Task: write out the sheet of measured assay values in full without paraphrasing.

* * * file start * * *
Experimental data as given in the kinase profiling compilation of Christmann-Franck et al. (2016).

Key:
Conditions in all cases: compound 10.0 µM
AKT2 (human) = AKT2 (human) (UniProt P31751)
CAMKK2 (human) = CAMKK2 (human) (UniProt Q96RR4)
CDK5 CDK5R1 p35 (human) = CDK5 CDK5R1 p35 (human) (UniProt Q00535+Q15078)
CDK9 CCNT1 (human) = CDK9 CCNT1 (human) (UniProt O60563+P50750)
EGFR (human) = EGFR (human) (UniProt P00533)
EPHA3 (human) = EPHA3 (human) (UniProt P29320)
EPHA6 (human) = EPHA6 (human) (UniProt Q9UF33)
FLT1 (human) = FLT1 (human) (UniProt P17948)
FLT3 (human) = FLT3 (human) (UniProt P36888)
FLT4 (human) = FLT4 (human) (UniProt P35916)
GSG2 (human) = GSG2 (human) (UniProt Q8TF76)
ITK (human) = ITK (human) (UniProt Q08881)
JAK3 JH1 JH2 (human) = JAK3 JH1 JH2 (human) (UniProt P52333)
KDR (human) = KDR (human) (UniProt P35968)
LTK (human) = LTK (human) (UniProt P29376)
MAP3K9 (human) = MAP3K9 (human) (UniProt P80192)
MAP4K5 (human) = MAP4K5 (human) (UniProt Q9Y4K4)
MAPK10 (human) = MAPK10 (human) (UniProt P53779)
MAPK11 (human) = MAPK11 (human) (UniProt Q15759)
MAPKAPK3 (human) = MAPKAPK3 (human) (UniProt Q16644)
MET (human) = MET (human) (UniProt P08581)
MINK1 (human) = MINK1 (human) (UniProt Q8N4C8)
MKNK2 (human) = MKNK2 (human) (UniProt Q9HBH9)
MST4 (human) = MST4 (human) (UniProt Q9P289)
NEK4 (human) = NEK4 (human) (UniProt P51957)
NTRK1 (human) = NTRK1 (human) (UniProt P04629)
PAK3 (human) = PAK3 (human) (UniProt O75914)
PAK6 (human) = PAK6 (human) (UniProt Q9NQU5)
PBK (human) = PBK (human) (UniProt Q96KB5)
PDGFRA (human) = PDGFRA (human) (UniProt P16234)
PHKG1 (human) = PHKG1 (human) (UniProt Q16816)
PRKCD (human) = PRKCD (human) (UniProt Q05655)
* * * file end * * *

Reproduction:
Experimental data as given in the kinase profiling compilation of Christmann-Franck et al. (2016).

Key:
Conditions in all cases: compound 10.0 µM
AKT2 (human) = AKT2 (human) (UniProt P31751)
CAMKK2 (human) = CAMKK2 (human) (UniProt Q96RR4)
CDK5 CDK5R1 p35 (human) = CDK5 CDK5R1 p35 (human) (UniProt Q00535+Q15078)
CDK9 CCNT1 (human) = CDK9 CCNT1 (human) (UniProt O60563+P50750)
EGFR (human) = EGFR (human) (UniProt P00533)
EPHA3 (human) = EPHA3 (human) (UniProt P29320)
EPHA6 (human) = EPHA6 (human) (UniProt Q9UF33)
FLT1 (human) = FLT1 (human) (UniProt P17948)
FLT3 (human) = FLT3 (human) (UniProt P36888)
FLT4 (human) = FLT4 (human) (UniProt P35916)
GSG2 (human) = GSG2 (human) (UniProt Q8TF76)
ITK (human) = ITK (human) (UniProt Q08881)
JAK3 JH1 JH2 (human) = JAK3 JH1 JH2 (human) (UniProt P52333)
KDR (human) = KDR (human) (UniProt P35968)
LTK (human) = LTK (human) (UniProt P29376)
MAP3K9 (human) = MAP3K9 (human) (UniProt P80192)
MAP4K5 (human) = MAP4K5 (human) (UniProt Q9Y4K4)
MAPK10 (human) = MAPK10 (human) (UniProt P53779)
MAPK11 (human) = MAPK11 (human) (UniProt Q15759)
MAPKAPK3 (human) = MAPKAPK3 (human) (UniProt Q16644)
MET (human) = MET (human) (UniProt P08581)
MINK1 (human) = MINK1 (human) (UniProt Q8N4C8)
MKNK2 (human) = MKNK2 (human) (UniProt Q9HBH9)
MST4 (human) = MST4 (human) (UniProt Q9P289)
NEK4 (human) = NEK4 (human) (UniProt P51957)
NTRK1 (human) = NTRK1 (human) (UniProt P04629)
PAK3 (human) = PAK3 (human) (UniProt O75914)
PAK6 (human) = PAK6 (human) (UniProt Q9NQU5)
PBK (human) = PBK (human) (UniProt Q96KB5)
PDGFRA (human) = PDGFRA (human) (UniProt P16234)
PHKG1 (human) = PHKG1 (human) (UniProt Q16816)
PRKCD (human) = PRKCD (human) (UniProt Q05655)